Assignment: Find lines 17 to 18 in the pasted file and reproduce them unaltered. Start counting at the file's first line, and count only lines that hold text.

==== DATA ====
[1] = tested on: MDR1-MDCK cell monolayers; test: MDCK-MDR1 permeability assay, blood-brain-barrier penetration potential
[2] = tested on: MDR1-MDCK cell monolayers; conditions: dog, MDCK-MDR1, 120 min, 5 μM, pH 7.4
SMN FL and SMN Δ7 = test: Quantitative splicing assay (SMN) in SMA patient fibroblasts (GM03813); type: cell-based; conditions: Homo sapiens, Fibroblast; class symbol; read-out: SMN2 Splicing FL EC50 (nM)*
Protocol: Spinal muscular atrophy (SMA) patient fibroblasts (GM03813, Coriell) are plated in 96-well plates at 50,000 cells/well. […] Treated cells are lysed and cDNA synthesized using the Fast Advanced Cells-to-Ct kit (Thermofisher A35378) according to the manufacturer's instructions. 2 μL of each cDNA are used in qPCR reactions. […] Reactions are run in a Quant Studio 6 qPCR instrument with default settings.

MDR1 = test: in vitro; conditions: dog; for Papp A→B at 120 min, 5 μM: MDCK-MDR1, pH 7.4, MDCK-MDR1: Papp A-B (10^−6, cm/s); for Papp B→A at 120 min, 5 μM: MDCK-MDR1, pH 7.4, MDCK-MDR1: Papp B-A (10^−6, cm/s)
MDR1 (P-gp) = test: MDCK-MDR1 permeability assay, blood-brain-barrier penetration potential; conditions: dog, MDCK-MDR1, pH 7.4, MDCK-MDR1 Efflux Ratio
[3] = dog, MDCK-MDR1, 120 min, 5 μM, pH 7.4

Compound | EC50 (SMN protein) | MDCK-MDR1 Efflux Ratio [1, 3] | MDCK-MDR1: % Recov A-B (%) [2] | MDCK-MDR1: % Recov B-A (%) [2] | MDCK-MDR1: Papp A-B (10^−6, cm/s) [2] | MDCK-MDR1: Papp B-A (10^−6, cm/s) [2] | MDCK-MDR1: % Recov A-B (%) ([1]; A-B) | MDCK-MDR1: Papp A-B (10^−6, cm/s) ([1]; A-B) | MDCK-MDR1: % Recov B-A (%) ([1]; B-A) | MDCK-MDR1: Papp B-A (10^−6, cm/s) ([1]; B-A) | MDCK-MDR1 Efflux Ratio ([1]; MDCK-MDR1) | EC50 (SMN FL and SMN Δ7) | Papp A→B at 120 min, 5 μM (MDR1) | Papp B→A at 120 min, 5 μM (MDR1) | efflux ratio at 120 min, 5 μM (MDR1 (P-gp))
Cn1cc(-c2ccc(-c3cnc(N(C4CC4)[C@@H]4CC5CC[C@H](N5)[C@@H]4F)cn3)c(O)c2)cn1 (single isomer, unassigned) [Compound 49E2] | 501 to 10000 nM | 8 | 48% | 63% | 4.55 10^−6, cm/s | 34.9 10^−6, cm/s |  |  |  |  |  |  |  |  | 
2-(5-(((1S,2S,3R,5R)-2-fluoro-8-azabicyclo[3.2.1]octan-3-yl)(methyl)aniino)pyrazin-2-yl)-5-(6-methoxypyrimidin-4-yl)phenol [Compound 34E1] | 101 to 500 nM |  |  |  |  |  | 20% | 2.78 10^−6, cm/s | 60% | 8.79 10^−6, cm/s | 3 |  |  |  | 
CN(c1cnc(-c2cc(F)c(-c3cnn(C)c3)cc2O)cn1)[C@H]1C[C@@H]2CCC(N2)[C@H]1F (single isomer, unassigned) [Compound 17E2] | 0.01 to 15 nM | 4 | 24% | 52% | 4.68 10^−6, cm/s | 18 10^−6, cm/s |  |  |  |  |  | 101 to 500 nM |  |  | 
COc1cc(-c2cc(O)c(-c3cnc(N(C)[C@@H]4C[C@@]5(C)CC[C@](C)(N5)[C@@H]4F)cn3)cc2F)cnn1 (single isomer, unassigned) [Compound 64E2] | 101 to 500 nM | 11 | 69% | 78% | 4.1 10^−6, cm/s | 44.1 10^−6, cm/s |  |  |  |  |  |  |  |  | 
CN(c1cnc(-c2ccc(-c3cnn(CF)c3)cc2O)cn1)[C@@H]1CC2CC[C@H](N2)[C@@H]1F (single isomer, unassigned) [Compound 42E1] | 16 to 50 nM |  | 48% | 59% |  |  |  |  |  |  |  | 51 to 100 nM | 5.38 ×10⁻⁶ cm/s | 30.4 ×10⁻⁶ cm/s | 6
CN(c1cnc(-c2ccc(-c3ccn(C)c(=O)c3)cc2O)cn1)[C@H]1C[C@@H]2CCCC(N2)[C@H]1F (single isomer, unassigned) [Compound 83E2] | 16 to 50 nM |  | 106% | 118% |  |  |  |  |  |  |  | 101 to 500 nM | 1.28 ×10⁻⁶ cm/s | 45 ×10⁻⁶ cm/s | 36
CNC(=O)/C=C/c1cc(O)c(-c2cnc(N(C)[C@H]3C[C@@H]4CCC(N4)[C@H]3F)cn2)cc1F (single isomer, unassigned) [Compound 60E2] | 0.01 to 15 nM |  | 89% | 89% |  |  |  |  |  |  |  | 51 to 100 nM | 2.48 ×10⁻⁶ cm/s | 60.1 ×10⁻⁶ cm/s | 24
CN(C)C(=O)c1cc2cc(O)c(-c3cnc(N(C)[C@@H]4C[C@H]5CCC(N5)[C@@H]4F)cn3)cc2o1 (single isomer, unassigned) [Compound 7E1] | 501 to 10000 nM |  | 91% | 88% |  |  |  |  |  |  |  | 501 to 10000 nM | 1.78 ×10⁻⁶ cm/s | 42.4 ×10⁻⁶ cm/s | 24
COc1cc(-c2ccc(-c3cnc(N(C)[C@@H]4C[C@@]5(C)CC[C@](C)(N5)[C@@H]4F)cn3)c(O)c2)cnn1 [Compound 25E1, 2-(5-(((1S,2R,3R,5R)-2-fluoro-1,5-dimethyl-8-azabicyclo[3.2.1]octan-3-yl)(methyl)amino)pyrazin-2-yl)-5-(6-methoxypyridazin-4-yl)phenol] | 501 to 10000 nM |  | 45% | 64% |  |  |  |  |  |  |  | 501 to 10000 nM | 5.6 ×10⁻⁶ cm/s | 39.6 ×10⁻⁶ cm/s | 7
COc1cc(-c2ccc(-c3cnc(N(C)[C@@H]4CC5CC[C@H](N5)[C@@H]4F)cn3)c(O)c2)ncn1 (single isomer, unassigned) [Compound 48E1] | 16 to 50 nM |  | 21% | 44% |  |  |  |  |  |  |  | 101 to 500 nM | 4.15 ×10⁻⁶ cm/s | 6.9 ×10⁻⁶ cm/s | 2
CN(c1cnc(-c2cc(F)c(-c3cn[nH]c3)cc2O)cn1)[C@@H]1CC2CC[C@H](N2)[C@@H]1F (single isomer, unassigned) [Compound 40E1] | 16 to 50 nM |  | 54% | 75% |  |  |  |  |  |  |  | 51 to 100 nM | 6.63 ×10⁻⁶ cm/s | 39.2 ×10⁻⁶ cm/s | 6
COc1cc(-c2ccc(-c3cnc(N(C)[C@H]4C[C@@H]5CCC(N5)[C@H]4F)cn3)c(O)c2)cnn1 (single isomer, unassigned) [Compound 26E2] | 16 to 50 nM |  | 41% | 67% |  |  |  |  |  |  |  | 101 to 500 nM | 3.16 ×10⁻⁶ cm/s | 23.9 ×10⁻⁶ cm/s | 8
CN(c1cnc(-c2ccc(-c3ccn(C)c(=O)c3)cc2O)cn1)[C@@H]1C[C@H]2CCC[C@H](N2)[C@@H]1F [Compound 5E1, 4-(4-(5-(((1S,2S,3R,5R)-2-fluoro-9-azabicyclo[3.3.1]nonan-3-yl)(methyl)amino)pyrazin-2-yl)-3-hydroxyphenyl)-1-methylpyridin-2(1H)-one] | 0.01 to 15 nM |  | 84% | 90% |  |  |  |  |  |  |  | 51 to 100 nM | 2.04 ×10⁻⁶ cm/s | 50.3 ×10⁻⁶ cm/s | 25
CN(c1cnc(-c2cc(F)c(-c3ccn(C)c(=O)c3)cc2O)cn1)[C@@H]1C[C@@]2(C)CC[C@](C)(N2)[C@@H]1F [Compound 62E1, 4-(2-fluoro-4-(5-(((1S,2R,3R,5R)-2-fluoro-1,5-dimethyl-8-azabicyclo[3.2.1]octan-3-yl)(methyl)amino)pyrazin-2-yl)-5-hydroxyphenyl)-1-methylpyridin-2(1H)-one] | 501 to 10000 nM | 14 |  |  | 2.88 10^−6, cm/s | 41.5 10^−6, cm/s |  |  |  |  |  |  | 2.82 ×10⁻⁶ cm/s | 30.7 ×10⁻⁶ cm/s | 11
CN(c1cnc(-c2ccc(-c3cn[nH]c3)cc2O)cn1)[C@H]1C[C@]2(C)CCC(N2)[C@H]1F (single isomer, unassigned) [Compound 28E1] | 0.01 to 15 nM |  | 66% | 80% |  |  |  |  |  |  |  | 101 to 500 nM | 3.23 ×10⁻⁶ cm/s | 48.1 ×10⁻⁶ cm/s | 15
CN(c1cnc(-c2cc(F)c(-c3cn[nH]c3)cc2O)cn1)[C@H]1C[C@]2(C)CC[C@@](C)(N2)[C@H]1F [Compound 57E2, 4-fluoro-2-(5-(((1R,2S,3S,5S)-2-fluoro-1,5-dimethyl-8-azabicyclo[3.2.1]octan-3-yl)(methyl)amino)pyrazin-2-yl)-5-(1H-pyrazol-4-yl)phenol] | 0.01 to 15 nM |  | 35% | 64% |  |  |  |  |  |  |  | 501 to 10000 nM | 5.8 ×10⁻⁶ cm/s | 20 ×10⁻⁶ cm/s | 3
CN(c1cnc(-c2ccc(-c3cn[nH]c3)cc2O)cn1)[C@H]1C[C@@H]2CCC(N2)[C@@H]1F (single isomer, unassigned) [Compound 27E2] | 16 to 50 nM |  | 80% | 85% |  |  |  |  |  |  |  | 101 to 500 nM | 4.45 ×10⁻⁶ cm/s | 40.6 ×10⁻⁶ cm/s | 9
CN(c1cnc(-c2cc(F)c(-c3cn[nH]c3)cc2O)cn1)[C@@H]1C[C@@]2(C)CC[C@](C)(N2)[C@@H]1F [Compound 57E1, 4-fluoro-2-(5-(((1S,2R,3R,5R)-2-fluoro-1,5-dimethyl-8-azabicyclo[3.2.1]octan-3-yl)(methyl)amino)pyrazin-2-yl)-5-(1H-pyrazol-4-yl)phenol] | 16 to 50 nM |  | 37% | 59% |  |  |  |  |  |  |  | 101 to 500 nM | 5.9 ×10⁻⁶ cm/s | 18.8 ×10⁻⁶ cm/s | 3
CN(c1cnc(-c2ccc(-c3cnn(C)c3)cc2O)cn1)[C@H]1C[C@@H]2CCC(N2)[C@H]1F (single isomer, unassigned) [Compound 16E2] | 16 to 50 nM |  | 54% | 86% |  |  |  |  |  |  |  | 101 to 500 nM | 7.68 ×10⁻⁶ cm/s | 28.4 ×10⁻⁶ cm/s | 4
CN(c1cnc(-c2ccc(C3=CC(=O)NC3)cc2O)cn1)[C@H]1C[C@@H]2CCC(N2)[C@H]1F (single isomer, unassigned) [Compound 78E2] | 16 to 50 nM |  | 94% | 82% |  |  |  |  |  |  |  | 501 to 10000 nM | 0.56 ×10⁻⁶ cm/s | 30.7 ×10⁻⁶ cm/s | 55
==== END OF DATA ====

COc1cc(-c2ccc(-c3cnc(N(C)[C@@H]4C[C@@]5(C)CC[C@](C)(N5)[C@@H]4F)cn3)c(O)c2)cnn1 [Compound 25E1, 2-(5-(((1S,2R,3R,5R)-2-fluoro-1,5-dimethyl-8-azabicyclo[3.2.1]octan-3-yl)(methyl)amino)pyrazin-2-yl)-5-(6-methoxypyridazin-4-yl)phenol] | 501 to 10000 nM |  | 45% | 64% |  |  |  |  |  |  |  | 501 to 10000 nM | 5.6 ×10⁻⁶ cm/s | 39.6 ×10⁻⁶ cm/s | 7
COc1cc(-c2ccc(-c3cnc(N(C)[C@@H]4CC5CC[C@H](N5)[C@@H]4F)cn3)c(O)c2)ncn1 (single isomer, unassigned) [Compound 48E1] | 16 to 50 nM |  | 21% | 44% |  |  |  |  |  |  |  | 101 to 500 nM | 4.15 ×10⁻⁶ cm/s | 6.9 ×10⁻⁶ cm/s | 2